While it's possible to build the M.E. viaduct on a curve, the girders themselves remain straight. Curved steel girders, especially in the era when this style of bridge was first built, are quite unusual. The procedure for building the bridge on a curve is to shorten the girders between the towers on the inside of the curve. The ties of the bridge flextack are about 1/4" longer than regular ties, and because your curve is fairly sharp, it would be wise to use it. The suggestions to build a concrete viaduct are also good: I would use .060" sheet styrene, and make it with a ballasted deck.
    Here's a picture of the Micro Engineering viaduct built on a curve and a grade. The radius of the curve is about 33".


  13. ocalicreek

    ocalicreek Member

    Wayne...gotta tell ya, I love your work! How do you make your concrete piers?

    Steve...keep at it, man. Don't give up, just remember to measure ten, cut one.

    All this bridge talk has made me kinda itchy to build, and has reminded me of a direction I need to go when planning.

  14. gottaBreal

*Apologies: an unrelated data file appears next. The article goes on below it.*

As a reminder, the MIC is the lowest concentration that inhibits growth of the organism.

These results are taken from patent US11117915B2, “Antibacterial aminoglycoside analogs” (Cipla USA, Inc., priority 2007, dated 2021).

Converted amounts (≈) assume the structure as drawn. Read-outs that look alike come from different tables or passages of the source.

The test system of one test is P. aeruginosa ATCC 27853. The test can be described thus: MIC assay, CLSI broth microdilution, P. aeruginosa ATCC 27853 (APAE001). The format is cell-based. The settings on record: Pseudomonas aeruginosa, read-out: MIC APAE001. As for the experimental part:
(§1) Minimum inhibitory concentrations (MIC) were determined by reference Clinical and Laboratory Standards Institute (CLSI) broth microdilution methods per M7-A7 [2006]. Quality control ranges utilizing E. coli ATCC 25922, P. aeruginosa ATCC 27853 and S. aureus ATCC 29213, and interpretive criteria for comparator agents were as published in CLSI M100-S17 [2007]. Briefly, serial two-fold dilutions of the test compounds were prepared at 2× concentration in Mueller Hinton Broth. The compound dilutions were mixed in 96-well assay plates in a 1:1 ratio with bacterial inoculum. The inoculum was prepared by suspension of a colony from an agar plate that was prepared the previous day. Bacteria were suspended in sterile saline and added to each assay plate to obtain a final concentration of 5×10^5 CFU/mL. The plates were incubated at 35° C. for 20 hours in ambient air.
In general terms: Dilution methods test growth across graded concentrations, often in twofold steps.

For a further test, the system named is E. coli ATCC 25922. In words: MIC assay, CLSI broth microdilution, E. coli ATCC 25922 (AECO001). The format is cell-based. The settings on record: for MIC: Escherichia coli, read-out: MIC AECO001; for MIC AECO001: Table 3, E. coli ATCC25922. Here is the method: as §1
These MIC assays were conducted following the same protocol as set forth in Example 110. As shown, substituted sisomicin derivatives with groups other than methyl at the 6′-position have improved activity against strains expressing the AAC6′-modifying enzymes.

gottaBreal Member

    Great spot on your layout Doc
  15. zedob

    zedob Member

    Hey Doc, did you find that your bridge parts were rather "flashy"? Both Nazgul and I were wondering if it was the norm for the ME viaduct kits, or if our kits were the last of the run (i.e. hot, or wornout mold) and the plastic oozed. Regardless, the ME bridges are just way cool.
  16. doctorwayne

    doctorwayne Active Member

    Thanks for the kind words, guys. Here's a link to a thread that has some info on the bridge piers and abutments.

    Zedob, the Micro Engineering bridges do seem to have quite a bit of flash on them, and the tops and bottoms of the girders need to be sanded to get rid of the parting lines. And it does get a bit tedious cutting out and cleaning up all of those parts, but the finished product can look quite nice. A big bridge can be a real treat to paint, too: mine were done outside, but were still awkward to handle.

  17. Nazgul

    Nazgul Active Member

    First of all...thanks to everyone who responded and all the great input! :thumb:
    Second...I figure any thread that winds up with pics of Wayne's layout, let-alone a link to how some of it's done...Is well worth the price of admission :thumb:
    Every time I see your work, I am challenged to re-think what I thought was Possible in this hobby. In the right hands...It's ART.
    Thank You
  18. doctorwayne

    doctorwayne Active Member

    Thanks, Steve, for the kind words. I always hope that someone will find something of use in the things that I post, whether it be a good idea that someone can expand upon, or a bad idea that someone with more sense than me will know enough to avoid.:rolleyes:


Share This Page